The Main Thing WWII Taught My Dad

Battleship Burning2

My father was a gifted storyteller. If I was good he would tell me one at bedtime. My favorite concerned a troop ship anchored in the Mediterranean, off the coast of Italy. This is how it went.

He and his men were asleep; it was late at night and silent. (My dad fought through the entirety of WWII, he was a Major in the British Army and commanded the 2nd Parachute Squadron of Royal Engineers.) Suddenly they were awoken by a horrific explosion that caused the ship to burst into flames, throwing shrapnel in every direction.

He painted a picture of the madness in glowing detail, terrified men racing to get on deck before the ship sank, men torn open by flying bits of debris, screaming men whose clothes were ablaze, men leaping overboard into the cold water.

He described jumping into the sea and watching as the ship became engulfed in red, yellow, orange, blue, black and white until, in short minutes, everyone on it was dead. Then, he turned his gaze to the dark water around him, looking for anything he could use to stay afloat. Doing so he noticed a fellow soldier flailing his arms wildly and screaming for help. My dad swam to him and gripped his collar, hoping to keep the man’s mouth above water level.

But – (my dad always slowed down for this part and went sotto voce) – what he hadn’t counted on was that the man did not know how to swim and was in a state of irrational, hysterical fear. Madly, desperately, the man grabbed onto my father as if he were mere flotsam, and in so doing began pulling the both of them, by now entwined like doomed serpents, below the water.

At this point, my dad confessed, it was his turn to panic. He understood there was no saving this man, and attempting to do so would simply bump the body count from one to two. He described the complex moral soul searching that occurred in mere seconds before he bit the man’s fingers in order to break the death grip, finally separating the two of them. A few strong kicks got him far enough away to be safe; he watched the man’s hands churn water until at last he fell to the depths of the Mediterranean Sea and into an unmarked grave.

Then my dad would gently brush the hair off my forehead and whisper, “The best way to help the dead is by not being one of them.”

Earth Day

Alan Ginsberg

Allen Ginsberg – Beat Poet

When I think about Philadelphia’s Belmont Plateau on April 22, 1970, I don’t think about thousands of stoned out hippies basking in the sun, reveling in the nation’s first Earth Day. I don’t think about Ralph Nader, Dune author Frank Herbert, Nobel Prize winning Harvard Biochemist, George Wald, or Senator Ed Muskie.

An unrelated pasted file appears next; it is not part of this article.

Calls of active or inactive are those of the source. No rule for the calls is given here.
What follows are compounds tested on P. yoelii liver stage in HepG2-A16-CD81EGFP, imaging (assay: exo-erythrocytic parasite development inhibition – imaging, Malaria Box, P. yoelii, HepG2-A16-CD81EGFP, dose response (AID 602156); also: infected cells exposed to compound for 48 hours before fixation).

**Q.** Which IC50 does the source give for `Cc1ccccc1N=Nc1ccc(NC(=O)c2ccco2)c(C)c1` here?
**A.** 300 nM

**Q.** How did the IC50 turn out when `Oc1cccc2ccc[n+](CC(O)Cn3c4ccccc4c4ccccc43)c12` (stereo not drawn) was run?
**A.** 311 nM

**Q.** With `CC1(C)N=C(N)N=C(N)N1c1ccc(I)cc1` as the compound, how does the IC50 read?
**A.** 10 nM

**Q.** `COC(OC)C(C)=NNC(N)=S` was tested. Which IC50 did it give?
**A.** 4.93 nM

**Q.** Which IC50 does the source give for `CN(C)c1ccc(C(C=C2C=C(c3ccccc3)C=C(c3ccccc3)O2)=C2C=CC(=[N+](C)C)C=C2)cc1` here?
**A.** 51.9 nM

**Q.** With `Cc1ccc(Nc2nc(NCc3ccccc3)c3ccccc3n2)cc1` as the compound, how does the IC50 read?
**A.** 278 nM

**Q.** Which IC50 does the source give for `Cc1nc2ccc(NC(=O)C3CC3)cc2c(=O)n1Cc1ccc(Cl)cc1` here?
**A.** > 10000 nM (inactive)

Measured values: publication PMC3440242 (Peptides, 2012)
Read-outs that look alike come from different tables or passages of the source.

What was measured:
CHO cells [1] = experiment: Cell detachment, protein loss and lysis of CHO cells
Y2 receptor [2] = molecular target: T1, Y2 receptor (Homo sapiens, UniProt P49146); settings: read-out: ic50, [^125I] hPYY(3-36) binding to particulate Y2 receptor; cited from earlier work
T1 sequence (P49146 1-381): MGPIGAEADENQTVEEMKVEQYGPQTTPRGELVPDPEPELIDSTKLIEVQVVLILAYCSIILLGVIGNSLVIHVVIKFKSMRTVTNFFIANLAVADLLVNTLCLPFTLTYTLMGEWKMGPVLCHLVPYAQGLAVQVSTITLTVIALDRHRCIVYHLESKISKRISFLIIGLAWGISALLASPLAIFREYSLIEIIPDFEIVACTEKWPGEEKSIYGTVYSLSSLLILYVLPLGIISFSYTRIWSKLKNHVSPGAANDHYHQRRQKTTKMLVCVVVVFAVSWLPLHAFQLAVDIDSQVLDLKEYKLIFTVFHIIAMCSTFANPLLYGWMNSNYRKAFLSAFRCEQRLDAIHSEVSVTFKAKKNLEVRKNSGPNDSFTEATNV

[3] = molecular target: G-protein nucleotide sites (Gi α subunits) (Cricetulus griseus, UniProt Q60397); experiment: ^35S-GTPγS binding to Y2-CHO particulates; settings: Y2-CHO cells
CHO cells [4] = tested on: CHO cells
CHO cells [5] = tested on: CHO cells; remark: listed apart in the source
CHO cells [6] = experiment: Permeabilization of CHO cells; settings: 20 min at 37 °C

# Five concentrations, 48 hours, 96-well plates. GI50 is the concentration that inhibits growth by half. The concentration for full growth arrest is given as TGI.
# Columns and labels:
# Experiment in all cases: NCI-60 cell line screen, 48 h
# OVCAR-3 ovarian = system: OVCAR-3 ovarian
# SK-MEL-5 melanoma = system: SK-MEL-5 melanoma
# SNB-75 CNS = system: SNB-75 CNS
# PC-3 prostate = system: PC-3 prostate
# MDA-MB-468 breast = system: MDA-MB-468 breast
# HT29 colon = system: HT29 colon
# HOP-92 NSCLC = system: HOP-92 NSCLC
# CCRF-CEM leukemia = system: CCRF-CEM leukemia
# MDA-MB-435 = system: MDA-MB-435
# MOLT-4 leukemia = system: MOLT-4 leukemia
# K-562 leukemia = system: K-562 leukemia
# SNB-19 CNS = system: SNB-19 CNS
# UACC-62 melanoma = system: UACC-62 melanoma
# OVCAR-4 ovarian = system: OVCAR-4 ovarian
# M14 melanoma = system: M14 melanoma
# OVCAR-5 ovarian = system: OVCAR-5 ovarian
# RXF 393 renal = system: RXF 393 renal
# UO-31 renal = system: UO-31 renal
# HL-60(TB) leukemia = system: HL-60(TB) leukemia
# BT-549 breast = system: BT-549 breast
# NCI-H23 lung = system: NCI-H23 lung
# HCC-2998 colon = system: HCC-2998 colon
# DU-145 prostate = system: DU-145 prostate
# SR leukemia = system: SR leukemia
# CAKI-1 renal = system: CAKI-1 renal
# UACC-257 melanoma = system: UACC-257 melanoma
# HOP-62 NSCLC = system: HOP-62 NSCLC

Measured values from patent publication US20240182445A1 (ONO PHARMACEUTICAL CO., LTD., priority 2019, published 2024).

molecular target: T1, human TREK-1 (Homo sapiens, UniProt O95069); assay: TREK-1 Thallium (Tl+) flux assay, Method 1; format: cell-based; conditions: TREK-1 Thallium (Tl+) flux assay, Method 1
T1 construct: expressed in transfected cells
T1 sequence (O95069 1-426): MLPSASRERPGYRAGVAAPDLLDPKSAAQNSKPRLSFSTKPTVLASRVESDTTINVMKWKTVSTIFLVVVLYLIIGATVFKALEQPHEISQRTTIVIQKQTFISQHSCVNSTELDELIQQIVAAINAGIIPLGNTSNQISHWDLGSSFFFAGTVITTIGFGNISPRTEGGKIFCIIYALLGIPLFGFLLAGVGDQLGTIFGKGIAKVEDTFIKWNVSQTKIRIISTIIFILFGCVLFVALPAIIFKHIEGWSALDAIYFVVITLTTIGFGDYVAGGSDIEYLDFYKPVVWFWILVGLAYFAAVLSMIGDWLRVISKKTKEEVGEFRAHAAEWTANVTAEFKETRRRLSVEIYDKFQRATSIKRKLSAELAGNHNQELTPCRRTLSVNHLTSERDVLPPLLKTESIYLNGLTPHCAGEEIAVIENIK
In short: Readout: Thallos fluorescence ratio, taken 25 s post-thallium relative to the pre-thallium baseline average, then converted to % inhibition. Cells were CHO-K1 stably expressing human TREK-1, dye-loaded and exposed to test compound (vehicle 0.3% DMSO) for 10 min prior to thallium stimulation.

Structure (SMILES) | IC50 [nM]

What I do recall is an enthusiastic set by Native American rock group, Redbone; a bizarre, almost disturbing appearance by Beat Poet legend, Allen Ginsberg; and a characteristically inflammatory performance by my father, Ian McHarg. My dad, let it be said, cut a dashing figure and was at the very zenith of his popularity at the time. Ginsberg listened to every word like a man entranced. As my father stepped away from the podium, Ginsberg leaped from his chair, wrapped him in a bear hug and planted an enthusiastic, heartfelt kiss of appreciation right on his lips.

There, before God and thousands of witnesses, my father lived his worst nightmare. On the one hand, he was receiving adulation from a bona fide legend, and my dad was impressed by celebrity in a way that is, perhaps, unique to celebrities; people who dearly believe in the idea that being known has intrinsic value. So, feigning happiness was mandatory. On the other hand, he was a fearsome individual with a passion for intimidation – war hero, bully, tough guy – homophobia was woven into his tweed. Indeed, he once admitted that, if he had to choose, he would prefer a mentally retarded child to a gay one.

It would be many years before I came to understand that we hate what we fear and we build castles of rationalization around our fears to justify the hate. I can only speculate what there was lurking deep in my father’s subconscious that nurtured this very particular dread. He was not, as a rule, given to xenophobia; in general the rich contempt he felt for all humanity was spread equally across its sub-categories. I have also learned, painfully, that such disdain is always predicated on self-hatred.

My father’s shock was, at least, not incomprehensible. Ginsberg was almost certainly tripping on LSD that day, his eyes were the size of pie plates and I did not see him blink. Never a handsome man, Mr. Beat Poet was in the full-bearded phase of his career, an entire family of red-winged blackbirds might have broken it up into condos. He resembled nothing more closely than a wretched alcoholic living beneath a bridge.

Unlike the other speakers who, for the most part, were painfully cerebral and sincere to the point of tedium – even for hippies – Ginsberg was whacked. I have never been a fan of the Beats, who damaged American poetry so badly that its battered remains went to die on the lips of rappers; but even a tepid rendition of Howl would have been preferable to twenty minutes of chanting, harmonium squeezing and staring into the audience. I don’t think there was any part of my dad’s consciousness that could find common ground with that.

At his funeral I made the observation, “Wherever he is, he’s probably still trying to wipe that kiss off.”

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